What is a private user?

If two people are seeing each other as a Private User, they are both Guests. If Guests see this, that means they are not working in either the same team or project together; this is to ensure that if you’re working with clients, they cannot see one another’s names unless you want them to.

Once they are both working in the same project or team, their names will be displayed for one another.

Tailor permission settings:

You can use Asana’s permission settings to tailor what information an external collaborator has access to.

Limited Access Members: If you don’t want a temporary collaborator to access confidential team information, you can make them a Limited Access Member. This way, they will only see only those projects, tasks, or conversations that you specifically shared with them. This option is available for both private and public projects.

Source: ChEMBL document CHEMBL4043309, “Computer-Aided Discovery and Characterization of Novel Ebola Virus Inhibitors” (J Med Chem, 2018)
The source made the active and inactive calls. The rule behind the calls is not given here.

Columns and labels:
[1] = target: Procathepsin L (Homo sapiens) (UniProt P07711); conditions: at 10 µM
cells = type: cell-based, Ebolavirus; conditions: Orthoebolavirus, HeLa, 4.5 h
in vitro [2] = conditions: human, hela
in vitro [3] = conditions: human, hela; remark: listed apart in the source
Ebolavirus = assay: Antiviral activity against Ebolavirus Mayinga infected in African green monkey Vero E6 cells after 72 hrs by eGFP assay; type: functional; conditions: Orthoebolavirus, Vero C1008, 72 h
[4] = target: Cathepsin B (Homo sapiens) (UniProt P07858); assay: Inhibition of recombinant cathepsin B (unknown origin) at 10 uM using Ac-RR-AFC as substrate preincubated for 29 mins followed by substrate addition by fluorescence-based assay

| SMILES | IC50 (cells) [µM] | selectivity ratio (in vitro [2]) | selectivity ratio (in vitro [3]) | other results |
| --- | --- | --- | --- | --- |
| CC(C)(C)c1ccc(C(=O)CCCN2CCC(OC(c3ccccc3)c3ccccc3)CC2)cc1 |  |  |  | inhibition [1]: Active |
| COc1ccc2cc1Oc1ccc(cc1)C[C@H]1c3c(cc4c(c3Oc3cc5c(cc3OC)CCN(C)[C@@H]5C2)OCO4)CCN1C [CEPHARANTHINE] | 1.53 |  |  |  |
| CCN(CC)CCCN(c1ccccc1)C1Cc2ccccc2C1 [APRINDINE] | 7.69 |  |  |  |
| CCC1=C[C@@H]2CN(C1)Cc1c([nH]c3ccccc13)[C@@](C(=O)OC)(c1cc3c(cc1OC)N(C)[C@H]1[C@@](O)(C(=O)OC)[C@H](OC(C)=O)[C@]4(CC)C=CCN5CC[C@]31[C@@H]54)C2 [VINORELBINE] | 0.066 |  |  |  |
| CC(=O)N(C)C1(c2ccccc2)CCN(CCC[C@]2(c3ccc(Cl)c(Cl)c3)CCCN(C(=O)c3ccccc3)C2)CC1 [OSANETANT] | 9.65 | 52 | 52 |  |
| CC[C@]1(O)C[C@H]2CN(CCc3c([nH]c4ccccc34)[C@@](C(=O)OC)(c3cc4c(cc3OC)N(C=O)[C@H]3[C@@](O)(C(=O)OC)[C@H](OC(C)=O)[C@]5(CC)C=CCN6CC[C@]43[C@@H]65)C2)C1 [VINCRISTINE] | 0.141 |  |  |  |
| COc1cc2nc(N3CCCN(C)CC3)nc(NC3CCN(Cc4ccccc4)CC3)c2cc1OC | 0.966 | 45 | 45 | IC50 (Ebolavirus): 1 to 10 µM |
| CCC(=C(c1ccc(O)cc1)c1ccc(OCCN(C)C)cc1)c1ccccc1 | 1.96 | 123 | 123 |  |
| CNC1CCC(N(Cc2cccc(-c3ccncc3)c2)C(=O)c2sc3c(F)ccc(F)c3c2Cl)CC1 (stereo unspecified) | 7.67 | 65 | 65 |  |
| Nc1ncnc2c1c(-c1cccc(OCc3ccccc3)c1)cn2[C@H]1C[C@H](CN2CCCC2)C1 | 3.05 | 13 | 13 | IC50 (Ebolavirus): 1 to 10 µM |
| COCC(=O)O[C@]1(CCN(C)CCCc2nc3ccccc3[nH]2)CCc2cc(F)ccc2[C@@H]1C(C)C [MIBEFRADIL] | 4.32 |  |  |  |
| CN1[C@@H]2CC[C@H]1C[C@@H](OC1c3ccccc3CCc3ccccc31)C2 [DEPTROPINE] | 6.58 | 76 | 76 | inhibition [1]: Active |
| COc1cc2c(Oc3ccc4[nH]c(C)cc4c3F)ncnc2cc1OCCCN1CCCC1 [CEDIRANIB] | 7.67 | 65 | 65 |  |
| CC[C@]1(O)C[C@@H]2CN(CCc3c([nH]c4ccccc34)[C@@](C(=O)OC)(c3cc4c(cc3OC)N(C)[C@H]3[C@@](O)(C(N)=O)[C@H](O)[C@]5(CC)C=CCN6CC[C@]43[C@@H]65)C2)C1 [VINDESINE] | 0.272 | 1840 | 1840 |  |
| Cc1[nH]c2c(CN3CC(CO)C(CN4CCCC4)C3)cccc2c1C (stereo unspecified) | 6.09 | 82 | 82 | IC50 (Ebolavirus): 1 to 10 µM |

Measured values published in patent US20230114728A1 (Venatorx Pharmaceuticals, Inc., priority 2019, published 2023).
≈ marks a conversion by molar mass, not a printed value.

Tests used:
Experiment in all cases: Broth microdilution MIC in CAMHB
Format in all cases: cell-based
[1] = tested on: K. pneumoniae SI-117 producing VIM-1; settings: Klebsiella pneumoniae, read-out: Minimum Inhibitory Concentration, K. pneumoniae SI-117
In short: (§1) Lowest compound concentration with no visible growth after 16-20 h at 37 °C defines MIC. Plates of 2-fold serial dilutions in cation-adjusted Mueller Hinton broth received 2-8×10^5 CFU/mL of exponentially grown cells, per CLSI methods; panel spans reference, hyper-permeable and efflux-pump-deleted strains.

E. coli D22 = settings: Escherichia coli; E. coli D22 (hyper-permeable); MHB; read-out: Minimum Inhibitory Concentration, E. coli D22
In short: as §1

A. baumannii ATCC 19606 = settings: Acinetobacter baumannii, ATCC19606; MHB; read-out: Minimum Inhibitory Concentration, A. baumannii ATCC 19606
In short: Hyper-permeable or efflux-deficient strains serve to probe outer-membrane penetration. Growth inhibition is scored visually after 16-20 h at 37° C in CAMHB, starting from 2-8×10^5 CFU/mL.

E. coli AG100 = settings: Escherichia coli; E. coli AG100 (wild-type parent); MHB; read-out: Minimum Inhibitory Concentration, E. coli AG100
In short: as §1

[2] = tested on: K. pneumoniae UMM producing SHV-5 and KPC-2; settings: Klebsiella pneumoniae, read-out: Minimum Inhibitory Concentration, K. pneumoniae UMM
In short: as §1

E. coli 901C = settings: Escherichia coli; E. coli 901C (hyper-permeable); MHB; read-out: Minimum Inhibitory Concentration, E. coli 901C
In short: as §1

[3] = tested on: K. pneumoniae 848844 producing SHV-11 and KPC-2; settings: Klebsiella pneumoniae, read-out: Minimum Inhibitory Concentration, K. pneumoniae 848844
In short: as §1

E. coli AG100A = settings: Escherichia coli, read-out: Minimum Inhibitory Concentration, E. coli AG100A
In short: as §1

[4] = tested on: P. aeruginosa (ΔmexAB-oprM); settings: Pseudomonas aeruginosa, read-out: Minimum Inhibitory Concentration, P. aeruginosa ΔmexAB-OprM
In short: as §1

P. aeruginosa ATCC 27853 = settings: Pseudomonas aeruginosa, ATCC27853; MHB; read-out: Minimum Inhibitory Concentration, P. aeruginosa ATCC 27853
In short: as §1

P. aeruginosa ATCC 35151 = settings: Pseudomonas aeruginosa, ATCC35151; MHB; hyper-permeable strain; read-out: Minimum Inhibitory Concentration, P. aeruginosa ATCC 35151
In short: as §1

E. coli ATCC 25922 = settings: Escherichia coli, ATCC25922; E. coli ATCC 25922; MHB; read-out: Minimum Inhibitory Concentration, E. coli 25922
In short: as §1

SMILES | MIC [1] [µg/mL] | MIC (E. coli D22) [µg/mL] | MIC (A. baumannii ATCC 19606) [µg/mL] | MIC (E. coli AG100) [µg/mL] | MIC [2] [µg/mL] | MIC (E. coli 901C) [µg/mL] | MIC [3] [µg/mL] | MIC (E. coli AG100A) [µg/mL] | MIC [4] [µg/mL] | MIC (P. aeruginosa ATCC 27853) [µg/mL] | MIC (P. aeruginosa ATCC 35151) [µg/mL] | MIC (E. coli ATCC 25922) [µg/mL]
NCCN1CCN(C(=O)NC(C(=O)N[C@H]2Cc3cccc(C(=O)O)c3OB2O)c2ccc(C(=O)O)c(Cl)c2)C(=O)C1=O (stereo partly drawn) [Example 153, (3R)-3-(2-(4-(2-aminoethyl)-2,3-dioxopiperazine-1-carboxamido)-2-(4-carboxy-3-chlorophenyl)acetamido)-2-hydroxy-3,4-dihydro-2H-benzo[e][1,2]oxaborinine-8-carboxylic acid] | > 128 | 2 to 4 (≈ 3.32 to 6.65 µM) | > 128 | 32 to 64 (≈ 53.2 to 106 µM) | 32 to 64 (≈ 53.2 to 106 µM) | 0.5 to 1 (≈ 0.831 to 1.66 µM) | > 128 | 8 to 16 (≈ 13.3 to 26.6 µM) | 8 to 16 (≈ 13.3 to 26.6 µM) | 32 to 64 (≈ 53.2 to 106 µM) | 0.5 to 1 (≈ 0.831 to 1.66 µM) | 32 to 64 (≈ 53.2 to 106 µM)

Those who don't have access to all projects within your team will appear as Limited Access Members in your Team Settings Members tab. Limited Access Members can see projects and tasks they've been added to, but not conversations or other projects in the team.

Privacy controls

Asana provides in-product admin controls, user and object-level permissions, plus the ability to define which third-party applications are accessible to your team.

Permissions are a means of controlling and regulating access to specific functions. Some types of permissions cover functions that may have privacy implications, such as the ability to access personal data by making hidden teams.

Read more about how we protect and secure your data.

Asana has established a comprehensive GDPR compliance program. Read about the significant steps Asana has taken to align its practices with GDPR.